Sexual Behavior and HIV/AIDS in Europe: Comparisons of National Surveys

By Michel Hubert; Nathalie Bajos et al. | Go to book overview

Chapter 6

Risk Behaviour and Risk Contexts

Per Magnus

Introduction

This chapter will discuss the concept of risk and present data on selected high-risk practices from the European sexual surveys conducted between 1987 and 1993. The prevalence of these practices are analyzed with respect to age group and gender and compared between countries. In addition, one of the practices (having had more than five partners during the past year) is analyzed within countries with respect to cohabitational status, place of residence and gender of the sexual partner; the degree of association with these background variables is then compared between countries. The prevalence of risk-related practices can be seen as estimates of the proportions of the population with a potential risk of becoming infected with HIV. The extent to which such estimates actually correlate with the occurrence of HIV infection is discussed.

In epidemiological terms, the risk of acquiring a disease is the probability that a subject belonging to a particular population may develop a certain disease over a certain time period. In longitudinal studies it is expressed as the number of people who fall ill (or contract an infection) over the total number of subjects under observation. This proportion is called the cumulative incidence. In the case of HIV, the relative risk of infection following a specific type of exposure, for instance a certain behaviour, can be calculated by dividing the cumulative incidence of infection in the exposed group by the cumulative incidence in the unexposed group.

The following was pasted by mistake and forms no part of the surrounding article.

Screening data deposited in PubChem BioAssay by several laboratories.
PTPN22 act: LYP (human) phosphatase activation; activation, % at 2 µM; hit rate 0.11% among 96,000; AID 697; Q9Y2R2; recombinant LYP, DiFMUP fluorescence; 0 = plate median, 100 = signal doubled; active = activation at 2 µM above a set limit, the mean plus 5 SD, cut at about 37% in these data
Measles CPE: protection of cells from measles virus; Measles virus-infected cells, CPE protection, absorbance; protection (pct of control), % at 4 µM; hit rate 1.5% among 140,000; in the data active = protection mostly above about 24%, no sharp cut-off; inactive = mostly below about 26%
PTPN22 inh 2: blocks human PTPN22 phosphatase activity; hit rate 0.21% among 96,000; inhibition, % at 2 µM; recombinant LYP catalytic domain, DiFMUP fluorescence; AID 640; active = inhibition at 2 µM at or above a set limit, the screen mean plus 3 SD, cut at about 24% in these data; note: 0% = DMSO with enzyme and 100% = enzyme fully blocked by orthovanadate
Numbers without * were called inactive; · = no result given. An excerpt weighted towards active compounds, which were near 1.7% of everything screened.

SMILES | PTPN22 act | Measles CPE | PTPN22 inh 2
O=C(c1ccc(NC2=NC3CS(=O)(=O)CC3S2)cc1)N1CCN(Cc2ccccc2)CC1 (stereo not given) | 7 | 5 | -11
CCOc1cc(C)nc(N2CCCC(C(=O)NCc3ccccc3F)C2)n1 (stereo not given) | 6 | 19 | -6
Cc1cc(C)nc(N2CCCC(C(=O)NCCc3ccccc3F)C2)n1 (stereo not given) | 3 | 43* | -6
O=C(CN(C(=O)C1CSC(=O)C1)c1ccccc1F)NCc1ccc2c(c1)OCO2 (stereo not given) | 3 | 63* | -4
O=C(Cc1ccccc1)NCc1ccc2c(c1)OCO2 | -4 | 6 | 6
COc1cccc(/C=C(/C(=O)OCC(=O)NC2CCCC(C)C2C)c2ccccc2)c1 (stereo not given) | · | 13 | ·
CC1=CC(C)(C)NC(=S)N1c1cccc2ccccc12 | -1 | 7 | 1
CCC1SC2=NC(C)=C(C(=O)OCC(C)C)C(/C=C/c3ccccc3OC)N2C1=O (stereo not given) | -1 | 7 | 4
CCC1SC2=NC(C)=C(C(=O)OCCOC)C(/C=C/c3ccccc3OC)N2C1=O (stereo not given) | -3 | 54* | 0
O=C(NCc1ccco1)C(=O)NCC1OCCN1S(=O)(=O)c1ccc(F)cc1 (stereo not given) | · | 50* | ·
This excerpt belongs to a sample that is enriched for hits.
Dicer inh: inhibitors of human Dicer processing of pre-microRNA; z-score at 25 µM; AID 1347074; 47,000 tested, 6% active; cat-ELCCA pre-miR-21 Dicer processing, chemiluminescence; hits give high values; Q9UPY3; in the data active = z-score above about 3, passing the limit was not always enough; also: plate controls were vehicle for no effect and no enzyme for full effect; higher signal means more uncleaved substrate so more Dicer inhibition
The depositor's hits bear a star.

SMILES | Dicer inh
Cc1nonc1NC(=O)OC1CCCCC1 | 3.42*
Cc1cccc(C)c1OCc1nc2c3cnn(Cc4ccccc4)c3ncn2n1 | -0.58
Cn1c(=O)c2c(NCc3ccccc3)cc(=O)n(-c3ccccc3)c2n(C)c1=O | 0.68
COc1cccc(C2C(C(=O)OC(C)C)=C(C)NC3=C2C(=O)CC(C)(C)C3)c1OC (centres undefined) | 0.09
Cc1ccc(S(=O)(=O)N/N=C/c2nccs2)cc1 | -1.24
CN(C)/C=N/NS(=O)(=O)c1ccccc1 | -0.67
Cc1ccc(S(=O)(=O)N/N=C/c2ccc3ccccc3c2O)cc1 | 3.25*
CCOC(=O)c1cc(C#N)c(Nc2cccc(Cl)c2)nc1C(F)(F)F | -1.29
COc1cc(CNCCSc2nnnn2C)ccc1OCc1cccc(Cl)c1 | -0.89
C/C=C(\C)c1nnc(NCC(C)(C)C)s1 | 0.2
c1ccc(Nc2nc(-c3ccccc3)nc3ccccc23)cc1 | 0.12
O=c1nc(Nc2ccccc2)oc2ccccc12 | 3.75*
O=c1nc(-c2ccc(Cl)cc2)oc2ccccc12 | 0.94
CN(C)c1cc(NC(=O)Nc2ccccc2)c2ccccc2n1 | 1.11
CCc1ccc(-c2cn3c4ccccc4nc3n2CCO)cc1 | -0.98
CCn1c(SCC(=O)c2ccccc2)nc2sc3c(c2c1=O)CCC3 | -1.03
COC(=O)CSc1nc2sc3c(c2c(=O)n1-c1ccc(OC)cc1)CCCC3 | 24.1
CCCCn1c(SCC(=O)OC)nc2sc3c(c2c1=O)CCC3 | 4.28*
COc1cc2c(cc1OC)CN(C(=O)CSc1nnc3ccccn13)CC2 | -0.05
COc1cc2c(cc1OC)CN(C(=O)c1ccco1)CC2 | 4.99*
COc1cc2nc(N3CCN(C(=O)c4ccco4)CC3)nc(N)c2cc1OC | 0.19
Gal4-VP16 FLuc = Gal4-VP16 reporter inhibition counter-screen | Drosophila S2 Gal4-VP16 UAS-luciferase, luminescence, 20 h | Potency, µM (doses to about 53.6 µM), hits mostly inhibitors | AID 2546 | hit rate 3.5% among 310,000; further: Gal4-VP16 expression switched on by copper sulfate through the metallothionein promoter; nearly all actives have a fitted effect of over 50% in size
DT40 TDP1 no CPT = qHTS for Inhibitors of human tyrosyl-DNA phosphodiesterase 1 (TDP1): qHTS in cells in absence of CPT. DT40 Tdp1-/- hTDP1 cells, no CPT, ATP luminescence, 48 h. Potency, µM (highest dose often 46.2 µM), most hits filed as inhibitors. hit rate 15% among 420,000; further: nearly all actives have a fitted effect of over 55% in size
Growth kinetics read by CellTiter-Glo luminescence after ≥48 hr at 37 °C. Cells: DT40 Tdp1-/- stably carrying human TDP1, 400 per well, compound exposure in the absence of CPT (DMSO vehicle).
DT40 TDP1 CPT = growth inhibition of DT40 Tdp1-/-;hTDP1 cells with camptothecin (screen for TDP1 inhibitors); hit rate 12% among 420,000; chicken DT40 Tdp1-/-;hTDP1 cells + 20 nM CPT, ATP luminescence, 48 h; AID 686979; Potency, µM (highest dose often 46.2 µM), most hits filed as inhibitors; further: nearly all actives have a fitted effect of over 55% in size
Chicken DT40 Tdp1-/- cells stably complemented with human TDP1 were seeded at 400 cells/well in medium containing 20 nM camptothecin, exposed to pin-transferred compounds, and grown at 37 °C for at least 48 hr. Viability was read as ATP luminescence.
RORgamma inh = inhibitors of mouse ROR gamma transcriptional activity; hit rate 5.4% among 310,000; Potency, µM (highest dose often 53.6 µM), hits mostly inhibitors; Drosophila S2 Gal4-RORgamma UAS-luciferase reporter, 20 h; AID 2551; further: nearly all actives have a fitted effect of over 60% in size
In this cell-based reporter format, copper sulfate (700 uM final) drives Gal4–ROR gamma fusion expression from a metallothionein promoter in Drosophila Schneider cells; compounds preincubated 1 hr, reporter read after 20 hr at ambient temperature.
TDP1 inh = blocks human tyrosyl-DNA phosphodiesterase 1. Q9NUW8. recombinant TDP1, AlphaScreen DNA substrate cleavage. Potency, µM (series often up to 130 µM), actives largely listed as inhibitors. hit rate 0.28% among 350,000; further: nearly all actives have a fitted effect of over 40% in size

An HIV risk indicator is a variable that has been found to be statistically associated with HIV infection in cohort or case-control studies. The present cross-sectional surveys do not directly relate sexual practices to actual HIV infection. Rather, these look at whether people engage in practices which might put them at risk of contracting HIV. Thus, only potential risk, not actual risk, can be estimated from the surveys. It would have been informative to

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